I’ve previously published in First Monday on mail digitization through Smart Communications, particularly in the instance of the Pennsylvania Department of Corrections (DOC). That research shows that moves toward ICTs in carceral facilities introduce new forms of information control and are typically utilized for surveillance that affects people inside of jails, prisons, detention centers, and other facilities as well as their families, friends, and other contacts on the outside. This means that new ICTs in prisons not only increase coordinated surveillance of people already most likely to experience the brunt end of racism in policing, but also that the algorithms utilized in these new forms of surveillance are refined through compulsory applications in carceral facilities. Due to bias in policing and incarceration, these “data pools” include more Black, Indigenous, and people of color than there are in the general population of the United States. By refining surveillance technologies in jails, prisons, and detention centers, companies create increased opportunity for racism in policing and incarceration, often while working under the guise of neutrality.
Smart Communications is not shy about its’ intended purpose of surveilling the communications between people, even as prisons have justified the introduction of these technologies as necessary in order to regulate contraband. In one of the earliest instantiations of what is now known as MailGuard (registered trademark), an employee of the then 20-person company “explained that all mail is stored for each inmate and is searchable by agency staff at any time, even years after the inmate is released.” Data mining is listed as one of the company’s five core services on its current website.
At the time my article was published, the only state-level facility to have adopted Smart Communications mail digitization was the Pennsylvania DOC. In the two years since, Michigan DOC has adopted a similar process for digitizing mail, more jails have contracted Smart Communications digitization (here are three examples), Smart Communications has issued at least one lawsuit against carceral facility staff around their mail digitization patents, and the Massachusetts DOC and the Federal Bureau of Prisons both piloted Smart Communications mail digitization technology.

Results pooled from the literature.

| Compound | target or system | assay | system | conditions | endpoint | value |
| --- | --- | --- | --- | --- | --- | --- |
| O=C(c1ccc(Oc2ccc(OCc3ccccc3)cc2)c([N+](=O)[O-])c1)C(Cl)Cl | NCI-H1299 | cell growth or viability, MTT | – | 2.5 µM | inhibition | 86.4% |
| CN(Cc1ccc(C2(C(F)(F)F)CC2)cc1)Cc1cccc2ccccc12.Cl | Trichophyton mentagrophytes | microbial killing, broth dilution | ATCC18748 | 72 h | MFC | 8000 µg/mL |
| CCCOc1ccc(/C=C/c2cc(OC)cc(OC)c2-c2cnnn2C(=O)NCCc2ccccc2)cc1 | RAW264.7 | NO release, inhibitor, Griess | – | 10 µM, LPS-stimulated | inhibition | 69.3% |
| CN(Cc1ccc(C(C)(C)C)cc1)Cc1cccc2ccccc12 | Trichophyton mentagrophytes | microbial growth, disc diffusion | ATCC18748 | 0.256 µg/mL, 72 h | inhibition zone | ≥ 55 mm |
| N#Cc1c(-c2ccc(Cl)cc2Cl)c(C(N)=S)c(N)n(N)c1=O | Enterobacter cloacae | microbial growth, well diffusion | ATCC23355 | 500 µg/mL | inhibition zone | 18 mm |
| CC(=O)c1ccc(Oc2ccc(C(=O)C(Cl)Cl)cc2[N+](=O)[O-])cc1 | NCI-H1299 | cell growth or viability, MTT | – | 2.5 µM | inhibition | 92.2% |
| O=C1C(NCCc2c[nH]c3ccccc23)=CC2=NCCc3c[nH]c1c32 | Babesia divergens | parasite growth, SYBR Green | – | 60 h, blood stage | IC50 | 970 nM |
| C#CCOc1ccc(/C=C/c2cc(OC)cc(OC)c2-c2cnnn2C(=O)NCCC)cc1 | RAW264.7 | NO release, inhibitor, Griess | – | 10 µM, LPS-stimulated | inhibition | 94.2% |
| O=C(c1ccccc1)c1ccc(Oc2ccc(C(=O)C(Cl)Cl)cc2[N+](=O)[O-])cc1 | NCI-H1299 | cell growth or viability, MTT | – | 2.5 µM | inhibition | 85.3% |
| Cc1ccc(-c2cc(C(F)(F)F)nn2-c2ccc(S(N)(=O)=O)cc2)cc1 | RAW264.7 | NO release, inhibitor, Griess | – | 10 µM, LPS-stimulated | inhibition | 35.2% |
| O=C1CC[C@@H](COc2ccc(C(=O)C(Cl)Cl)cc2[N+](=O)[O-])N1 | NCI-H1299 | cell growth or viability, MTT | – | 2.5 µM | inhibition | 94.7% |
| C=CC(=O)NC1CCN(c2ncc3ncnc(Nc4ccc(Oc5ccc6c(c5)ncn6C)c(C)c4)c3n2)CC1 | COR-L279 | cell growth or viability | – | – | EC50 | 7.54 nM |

The Federal Bureau of Prisons (BOP) interest in Smart Comunications technology is particularly of note. At the time of my research, the Federal BOP had maintained the same mail policy for at least 20 years. It is not a system prone to change. Policies created in that system are likely to not only bolster the income and perceived prestige of Smart Communications, but also will increase the likelihood that mail digitization technologies are implemented in carceral facilities across the country. As a system that serves as a model for carceral practices, a change to mail policies in federal prisons will have lasting consequences on how smaller-scale and more local systems are able to surveil people who are incarcerated and their connections in the general public. While Smart Communications claims that mail legal mail is not digitized, there is existing precedent for monitoring digital attorney-client communications. The Federal BOP already potentially monitors all electronic communications, legal and personal, made through TRULINCS, though there is political effort underway to create a new software that does not monitor legal communication. (An aside: the Federal BOP is also a system that does not trust its own employees to have consistent internet access at work.)
Physical mail in prisons is already highly regulated. For example, in California, some prison issued envelopes contain a list of materials that will be rejected —
Even as facilities across the United States implement similar restrictions as those printed on this envelope, the physical mail has allowed for people to maintain meaningful relationships and access information. Aside from issues with mail loss, delays, and scanning failures (also here), digitizing and surveilling by-mail communications will effect how people express themselves and maintain their shared humanity through the physical mail.
Libraries across the country receive information requests from people who are incarcerated, and formal Reference by Mail services are proliferating. These services are necessary because information is increasingly born-digital and available only online, and people who are incarcerated have (aside from a few sparse examples) no sanctioned access to the Internet. From a librarian perspective, it is important to note that a watchful eye has a cooling effect on all types of information requests, be they related to pop culture, a passing moment of curiosity, reentry planning, personal and collective identity, or academic pursuits. It is within our professional concerns to resist efforts to digitize and surveil the mail to and from people who are incarcerated.